Balancing the breathtaking and the benign

I’ve always suspected that it’s a basic human impulse to yearn for rewarding new experiences; however, somewhere along the way to adulthood, we refit this instinct to crave comfort, convenience and consistency. It can be so easy to lose perspective on what guides your development and informs your outlook. By Day 18, the Camino’s challenging moments had already refocused my attitudes, and I had begun to feel oddly pre-sentimental for the tough moments.

Camino de Santiago Diary – Day 18

 

We left Bercianos del Real Camino accompanied by a similarly spectacular low-sun spectrum to the one that concluded Day 17. The all-encompassing wheat fields, which had seemed to add a visual weight over the last week, acted as our early-morning inspiration.

Arriving in El Burgo Ranero for ‘first breakfast’, I realised I would be far happier if I could somehow live exclusively within the golden hours that straddled both sunrise and sunset. A lifetime mesmerised by the sky’s fiery metallic hues would be a life well spent. Alas, the Camino’s climbing sun soon unshackled the pulsating heat of the day, the vivid colours soon muted and I went back to sweating through my shirt. How quickly these illuminating experiences pass us by; a reminder to appreciate the timeless moments when you have them – even if you don’t relish an entire adventure.

Road to Santiago Mansilla de las Mulas

Remarkably, as much as I’d grumbled about the recent humdrum viewing, I knew I would miss my time in Spain’s northern Meseta. While this expansive agricultural stretch technically ended some 68 kilometres away in Astorga, the scenery surrounding the industrialised sprawl of upcoming León would contrast heavily with the previous week of wheat-heavy walking. I realised this section, much like the Camino itself, would not last forever. I felt nostalgic for something I was currently experiencing.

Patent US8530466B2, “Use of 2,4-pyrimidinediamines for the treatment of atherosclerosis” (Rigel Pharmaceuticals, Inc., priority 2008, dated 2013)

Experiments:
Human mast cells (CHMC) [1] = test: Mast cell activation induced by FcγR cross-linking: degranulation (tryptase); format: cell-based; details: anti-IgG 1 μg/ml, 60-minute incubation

Wheat Camino Pilgrim

Walking alongside the fields of the Meseta.

Nevertheless, once I arrived at our rest stop in Mansilla de las Mulas in the mid-afternoon, I realised I’d absorbed little from the day’s level landscape. Other than the distinctive Shire-like hobbit homes in Reliegos, the countryside had blurred into one. However, floating conversations amongst the day’s rotating walking party and the mouth-watering prospect of a pilgrim birthday dinner kept my mind from completely dismantling.

Reliegos, a former Roman village that was resettled in the 10th century, has few reminders of its past (though you can still see many private family bodegas tucked into its hillsides like Hobbit holes).
Guidebook

Group fluctuations had peaked by the time we arrived at our night’s Albergue as 14 multicultural pilgrims came together to celebrate with home-cooked pasta, a toothsome dessert and several bottles of sparkling Spanish cava.

‘Happy Birthday’ renditions in English, Spanish, Swedish, Italian, German, Polish and Danish reverberated around the courtyard before the chatter of conversation returned. Then, like from an angel on high, a South Korean pilgrim emerged from a balcony above and brought the house down with an extraordinary virtuosic performance, commanding both a standing ovation and a whoop of hysterical laughter.

Albergue Dinner Mansilla de las Mulas

There ain’t no party like a pilgrim party.

This communal celebration perfectly embodies the modern-day Camino – humble pilgrims gathering in modest surroundings to share their experiences, knowledge and diversity; life was indeed a rich tapestry. However, with several days of restrained rural hiking behind us, our focus soon shifted to big city grandiosity and Day 19’s fiesta-filled city of León.

All the details.

Trail distance covered

26.5km

Accommodation

Albergue Municipal ‘Amigos del Peregrino’

Price

€5

Terrain

Slightly downhill if anything. Mansilla de las Mulas for the win!